Our trainees on the frontlines

You know that things are serious when we are in the national news every day this week. There should be no doubt that our state (and country) is experiencing one of the worst health crises in our history and our hospital is at the epicenter. The spotlight is on us, and our faculty have become spokespersons to the nation and to our elected leaders about the importance of taking measures that we know can stop and mitigate the spread of COVID-19. I applaud your courage in speaking truth to power. As you look closely at these news reports, what you do not see is chaos, but professionalism and a steely resolve to mobilize our entire workforce to ensure that University of Iowa Health Care will continue to provide best-in-class care for the thousands of patients we screen each week for COVID-19 symptoms and for the nearly 100 patients we are managing in our hospital right now. What you might also not see on the news are our outstanding trainees, interns, residents, and fellows who have stepped away from their assigned and necessary training rotations, giving up vacation time, giving up research and elective time, giving up family time to put themselves on the frontlines of caring for patients in this pandemic. The country might not be seeing you, but we see you. There are many “heroes” in healthcare during this pandemic, from ICU and hospitalist faculty to nurses and custodial staff, but I want to focus today on those who came here to train to be internal medicine specialists who are temporarily putting aside those aspirations in order to save lives of Iowans. It is tiring and stressful and words of appreciation do not dull anxiety and fatigue, but I know that the leaders of our training program and our chief residents are committed to ensuring that we manage your assignments and provide as much support as possible to minimize burnout. “We are in this together” can become a slogan, but to our trainees, please know that we have your backs.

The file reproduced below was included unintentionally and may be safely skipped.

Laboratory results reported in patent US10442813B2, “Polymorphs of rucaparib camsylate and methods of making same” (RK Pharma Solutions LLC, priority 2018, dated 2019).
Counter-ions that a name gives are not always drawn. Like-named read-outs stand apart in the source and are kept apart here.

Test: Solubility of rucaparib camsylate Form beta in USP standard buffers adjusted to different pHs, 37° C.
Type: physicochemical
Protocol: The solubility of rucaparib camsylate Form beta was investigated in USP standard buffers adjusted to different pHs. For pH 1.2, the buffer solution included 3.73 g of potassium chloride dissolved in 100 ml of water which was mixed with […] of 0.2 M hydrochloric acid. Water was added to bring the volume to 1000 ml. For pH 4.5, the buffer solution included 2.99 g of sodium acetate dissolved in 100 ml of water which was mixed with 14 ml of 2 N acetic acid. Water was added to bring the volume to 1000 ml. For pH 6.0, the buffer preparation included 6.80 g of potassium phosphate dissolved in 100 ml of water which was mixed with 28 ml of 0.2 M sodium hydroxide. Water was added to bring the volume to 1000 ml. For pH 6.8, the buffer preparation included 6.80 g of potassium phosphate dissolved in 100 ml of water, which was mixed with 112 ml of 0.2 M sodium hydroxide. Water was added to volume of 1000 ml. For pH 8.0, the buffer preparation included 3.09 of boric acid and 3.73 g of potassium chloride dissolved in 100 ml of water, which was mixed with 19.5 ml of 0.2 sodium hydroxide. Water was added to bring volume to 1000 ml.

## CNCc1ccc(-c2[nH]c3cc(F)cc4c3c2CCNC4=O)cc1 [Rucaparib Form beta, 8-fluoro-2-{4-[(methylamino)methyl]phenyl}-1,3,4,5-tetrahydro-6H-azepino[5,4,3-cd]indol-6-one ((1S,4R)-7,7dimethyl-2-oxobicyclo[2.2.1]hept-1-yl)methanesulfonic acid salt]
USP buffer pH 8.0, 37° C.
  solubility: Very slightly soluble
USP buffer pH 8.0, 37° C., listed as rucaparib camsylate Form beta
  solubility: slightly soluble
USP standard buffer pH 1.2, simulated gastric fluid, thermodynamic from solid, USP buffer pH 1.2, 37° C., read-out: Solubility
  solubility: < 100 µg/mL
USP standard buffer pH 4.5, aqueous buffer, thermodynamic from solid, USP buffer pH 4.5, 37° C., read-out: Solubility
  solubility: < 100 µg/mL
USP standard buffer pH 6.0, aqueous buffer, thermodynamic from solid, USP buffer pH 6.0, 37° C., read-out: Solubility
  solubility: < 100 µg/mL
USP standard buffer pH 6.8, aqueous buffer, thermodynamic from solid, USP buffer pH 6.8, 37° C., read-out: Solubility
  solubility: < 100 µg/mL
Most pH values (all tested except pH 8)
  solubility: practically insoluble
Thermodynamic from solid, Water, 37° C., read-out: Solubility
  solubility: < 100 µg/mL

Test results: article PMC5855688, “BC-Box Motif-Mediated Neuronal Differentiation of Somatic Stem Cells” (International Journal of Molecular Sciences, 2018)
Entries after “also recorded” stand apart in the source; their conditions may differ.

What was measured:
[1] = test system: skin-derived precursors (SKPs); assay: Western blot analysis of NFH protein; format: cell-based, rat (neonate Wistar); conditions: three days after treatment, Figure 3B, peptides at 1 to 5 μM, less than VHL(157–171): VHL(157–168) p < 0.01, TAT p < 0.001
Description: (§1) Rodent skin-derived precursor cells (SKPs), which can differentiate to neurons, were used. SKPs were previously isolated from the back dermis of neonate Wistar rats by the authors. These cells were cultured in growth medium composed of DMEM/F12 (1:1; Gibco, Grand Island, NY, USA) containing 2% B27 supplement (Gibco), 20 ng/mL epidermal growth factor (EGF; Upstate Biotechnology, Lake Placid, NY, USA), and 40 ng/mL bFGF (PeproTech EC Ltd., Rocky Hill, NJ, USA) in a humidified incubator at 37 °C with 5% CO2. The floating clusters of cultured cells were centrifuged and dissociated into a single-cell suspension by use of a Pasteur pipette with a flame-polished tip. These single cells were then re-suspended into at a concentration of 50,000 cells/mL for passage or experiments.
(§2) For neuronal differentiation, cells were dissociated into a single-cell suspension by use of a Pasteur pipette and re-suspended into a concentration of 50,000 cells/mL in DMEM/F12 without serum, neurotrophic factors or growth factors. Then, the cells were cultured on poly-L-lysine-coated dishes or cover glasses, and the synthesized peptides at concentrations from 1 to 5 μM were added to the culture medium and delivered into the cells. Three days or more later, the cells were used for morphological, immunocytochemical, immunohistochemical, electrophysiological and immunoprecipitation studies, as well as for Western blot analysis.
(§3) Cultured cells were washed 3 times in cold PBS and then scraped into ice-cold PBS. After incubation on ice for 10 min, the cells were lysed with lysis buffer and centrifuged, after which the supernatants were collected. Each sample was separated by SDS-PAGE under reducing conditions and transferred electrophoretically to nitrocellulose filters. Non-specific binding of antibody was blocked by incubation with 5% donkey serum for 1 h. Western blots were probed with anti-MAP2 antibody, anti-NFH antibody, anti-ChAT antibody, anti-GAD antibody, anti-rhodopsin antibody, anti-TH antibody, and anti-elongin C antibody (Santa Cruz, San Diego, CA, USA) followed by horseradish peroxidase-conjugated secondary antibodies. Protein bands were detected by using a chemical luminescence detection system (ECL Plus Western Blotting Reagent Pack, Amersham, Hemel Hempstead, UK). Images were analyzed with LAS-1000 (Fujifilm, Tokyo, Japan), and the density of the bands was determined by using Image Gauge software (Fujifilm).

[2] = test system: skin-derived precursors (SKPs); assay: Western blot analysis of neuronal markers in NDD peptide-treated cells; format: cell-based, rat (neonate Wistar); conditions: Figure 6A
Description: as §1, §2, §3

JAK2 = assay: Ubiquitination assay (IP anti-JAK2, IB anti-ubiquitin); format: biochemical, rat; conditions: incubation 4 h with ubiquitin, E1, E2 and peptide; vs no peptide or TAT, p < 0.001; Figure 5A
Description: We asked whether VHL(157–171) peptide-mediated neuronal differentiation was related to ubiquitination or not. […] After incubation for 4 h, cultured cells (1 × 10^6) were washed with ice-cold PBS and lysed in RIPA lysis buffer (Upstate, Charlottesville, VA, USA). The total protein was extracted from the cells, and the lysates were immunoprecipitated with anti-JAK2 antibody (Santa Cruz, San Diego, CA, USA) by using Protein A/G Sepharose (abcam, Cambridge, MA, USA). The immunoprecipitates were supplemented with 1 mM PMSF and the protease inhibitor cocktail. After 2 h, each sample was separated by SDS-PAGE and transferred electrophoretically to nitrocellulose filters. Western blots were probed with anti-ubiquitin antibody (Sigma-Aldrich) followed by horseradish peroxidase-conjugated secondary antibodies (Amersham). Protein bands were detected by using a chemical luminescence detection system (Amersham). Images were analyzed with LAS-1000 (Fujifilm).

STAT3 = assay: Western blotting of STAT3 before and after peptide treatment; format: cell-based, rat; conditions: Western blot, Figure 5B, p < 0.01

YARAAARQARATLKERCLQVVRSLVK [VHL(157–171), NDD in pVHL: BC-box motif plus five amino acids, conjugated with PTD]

Nothing I can say here will make that work disappear, but what I can tell you is that you are not alone. What we have already accomplished proved what we knew in the spring, that our teamwork, our collective wisdom and skill ensure that we provide the best care we can to those who depend on us. The best difference though is that now we know more. About how to treat this virus’s manifestations as well as how to keep each other safe. We have gotten better at working together, forged bonds that make it easier to rely on the person next to us and increased our effectiveness. Because we are stronger now, more united, we will get through this. As always, a reminder: part of your responsibility to this work is to let leadership here, especially me, know when you need some relief. We will do everything we can to make sure you get the help you need. Thank you for everything you continue to do on the front lines–as the last line–for our state.